Based on the optimization of the first reaction step, we next envisioned developing a one-pot [3+2]-cycloaddition/methanolysis procedure that provides direct access to protected amino acid derivatives. Gratifyingly, treating the crude reaction mixture with MeOH/TMSCl resulted in the opening of azlactones 3 and 4 to give the products 5 and 6, respectively. For the reaction of (Z)-olefinic azlactone 1 a with ethyl buta-2,3-dienoate 2 a, pure major isomer 5 a was isolated in a good overall yield (58 %, Scheme 4) in conjunction with a high enantioselectivity (93 % ee). The scope of the reaction was therefore studied, using this developed one-pot sequence (Scheme 4). All optically active amino acid derivatives were isolated as single regioisomers 5, and the given regioisomeric ratios were determined after the first step. Different β-aryl-substituted azlactones were evaluated, including a variation of substituents containing electron-donating, as well as electron-withdrawing functionalities on the aryl moiety (products 5 b–i). Furthermore, a heteroaromatic azlactone was successfully employed, thereby broadening the scope of the reaction (product 5 j). In general, very high enantioselectivities (>90 % ee) were obtained with regioselectivities between 7:2 and 9:1. The yields of this one-pot sequence to amino esters 5 were comparable for all substrates. Only in the case of ortho-bromo aryl-substituted azlactone 1 b, the enantioselectivity dropped to 79 % ee, whilst the yield and the regioselectivity remained in the same range as shown for the other substrates.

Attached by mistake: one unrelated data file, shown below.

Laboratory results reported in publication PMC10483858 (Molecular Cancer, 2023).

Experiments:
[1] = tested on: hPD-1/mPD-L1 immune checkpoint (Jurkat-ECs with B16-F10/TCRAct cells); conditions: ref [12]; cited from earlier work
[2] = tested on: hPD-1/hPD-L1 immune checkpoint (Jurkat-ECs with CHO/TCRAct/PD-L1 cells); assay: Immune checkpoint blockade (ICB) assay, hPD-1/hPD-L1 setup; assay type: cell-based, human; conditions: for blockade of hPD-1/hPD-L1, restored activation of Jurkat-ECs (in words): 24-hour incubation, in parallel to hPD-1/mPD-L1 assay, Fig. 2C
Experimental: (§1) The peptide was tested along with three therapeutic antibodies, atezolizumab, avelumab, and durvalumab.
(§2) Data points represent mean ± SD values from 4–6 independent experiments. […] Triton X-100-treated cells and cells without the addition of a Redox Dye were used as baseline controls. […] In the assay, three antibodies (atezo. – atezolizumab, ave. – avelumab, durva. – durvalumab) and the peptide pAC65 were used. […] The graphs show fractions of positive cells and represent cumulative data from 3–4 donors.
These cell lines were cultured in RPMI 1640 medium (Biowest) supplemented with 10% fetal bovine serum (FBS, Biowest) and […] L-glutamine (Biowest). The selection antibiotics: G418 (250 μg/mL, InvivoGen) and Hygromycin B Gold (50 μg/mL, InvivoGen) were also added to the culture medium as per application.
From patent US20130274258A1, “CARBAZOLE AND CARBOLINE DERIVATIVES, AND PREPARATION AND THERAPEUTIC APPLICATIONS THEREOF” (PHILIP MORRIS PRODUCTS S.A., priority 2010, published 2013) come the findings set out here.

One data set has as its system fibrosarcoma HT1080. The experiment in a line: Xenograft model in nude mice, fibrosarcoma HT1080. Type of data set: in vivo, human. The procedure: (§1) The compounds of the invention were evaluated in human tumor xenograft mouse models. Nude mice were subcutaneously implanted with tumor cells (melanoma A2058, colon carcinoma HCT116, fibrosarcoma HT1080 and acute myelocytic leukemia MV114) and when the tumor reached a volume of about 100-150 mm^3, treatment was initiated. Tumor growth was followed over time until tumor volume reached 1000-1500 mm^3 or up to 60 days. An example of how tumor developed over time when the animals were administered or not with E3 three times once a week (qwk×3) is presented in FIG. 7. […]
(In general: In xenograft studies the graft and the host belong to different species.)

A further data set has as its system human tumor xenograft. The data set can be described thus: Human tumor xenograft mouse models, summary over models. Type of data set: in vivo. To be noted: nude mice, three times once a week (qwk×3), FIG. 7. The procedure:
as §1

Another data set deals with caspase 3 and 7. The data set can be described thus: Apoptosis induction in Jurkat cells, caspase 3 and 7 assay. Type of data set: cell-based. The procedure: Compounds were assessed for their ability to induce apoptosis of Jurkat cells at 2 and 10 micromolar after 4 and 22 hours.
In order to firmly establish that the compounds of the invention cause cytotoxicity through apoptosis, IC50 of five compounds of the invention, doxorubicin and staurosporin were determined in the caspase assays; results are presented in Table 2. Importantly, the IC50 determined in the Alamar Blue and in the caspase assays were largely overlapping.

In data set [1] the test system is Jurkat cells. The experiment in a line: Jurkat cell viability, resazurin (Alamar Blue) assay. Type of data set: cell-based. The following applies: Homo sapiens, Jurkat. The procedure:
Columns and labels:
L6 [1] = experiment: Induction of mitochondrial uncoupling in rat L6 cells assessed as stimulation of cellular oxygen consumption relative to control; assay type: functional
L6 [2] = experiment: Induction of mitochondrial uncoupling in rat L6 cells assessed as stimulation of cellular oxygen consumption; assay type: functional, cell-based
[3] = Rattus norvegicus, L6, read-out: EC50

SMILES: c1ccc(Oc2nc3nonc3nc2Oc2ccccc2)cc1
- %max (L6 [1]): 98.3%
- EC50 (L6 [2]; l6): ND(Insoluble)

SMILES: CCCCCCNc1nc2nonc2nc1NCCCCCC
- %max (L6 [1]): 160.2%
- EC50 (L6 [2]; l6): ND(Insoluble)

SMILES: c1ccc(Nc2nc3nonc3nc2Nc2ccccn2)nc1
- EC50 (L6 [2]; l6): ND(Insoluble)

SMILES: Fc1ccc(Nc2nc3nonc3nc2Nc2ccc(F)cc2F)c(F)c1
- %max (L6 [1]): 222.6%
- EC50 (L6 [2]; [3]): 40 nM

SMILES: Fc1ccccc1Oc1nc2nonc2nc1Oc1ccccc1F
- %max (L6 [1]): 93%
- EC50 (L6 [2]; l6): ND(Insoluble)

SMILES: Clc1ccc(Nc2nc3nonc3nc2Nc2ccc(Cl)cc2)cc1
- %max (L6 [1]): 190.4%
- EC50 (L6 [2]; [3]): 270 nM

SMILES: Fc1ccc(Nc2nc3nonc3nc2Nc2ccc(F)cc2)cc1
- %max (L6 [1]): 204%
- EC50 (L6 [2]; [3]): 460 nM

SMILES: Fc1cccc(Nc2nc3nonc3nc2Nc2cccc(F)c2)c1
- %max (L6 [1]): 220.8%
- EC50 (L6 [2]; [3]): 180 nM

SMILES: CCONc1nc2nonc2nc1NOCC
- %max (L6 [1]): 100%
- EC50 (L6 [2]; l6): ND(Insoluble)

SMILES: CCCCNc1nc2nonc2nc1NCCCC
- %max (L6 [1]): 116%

This new one-pot reaction can be classified as a TypeA-2-2C2X12 sequence and provides an easy approach to enantioenriched amino acid derivatives containing a quarternary stereocenter.
The absolute configuration of the major isomer 3 a was determined to be (5S,9R) by single-crystal X-ray analysis (see Figure 1).13 The stereochemistry of amino ester 5 a was assigned according to 3 a to be (1S,5R) and assuming a common reaction pathway, the configuration of the other derivatives 5 was assigned by analogy.
The obtained optically active amino acid derivatives can undergo a number of important transformations. The amino acids 8 are readily available by hydrolysis of amino esters 5 as shown for derivative 8 a, which was isolated as its HCl salt in 76 % yield (Scheme 5).8 Functionalization of the α,β-unsaturated ester moiety could be achieved by a Ru-catalyzed ketohydroxylation of product 5 a, and resulted in α-hydroxy-β-ketoester 9 in 72 % yield.14
In conclusion, we have developed a TypeA-2-2C2X12 one-pot synthesis of enantioenriched amino acid derivatives containing a quarternary stereocenter. The sequence relies on an asymmetric phosphine-catalyzed [3+2]-cycloaddition reaction between ethyl buta-2,3-dienoate and (Z)-olefinic azlactones, followed by an in situ ring opening of the azlactone moiety. The products were generally obtained in good overall yields and high enantioselectivities. Transformations of the obtained amino esters to the respective amino acid and to an α-hydroxy-β-ketoester have successfully been demonstrated, giving access to further functionalizable compounds.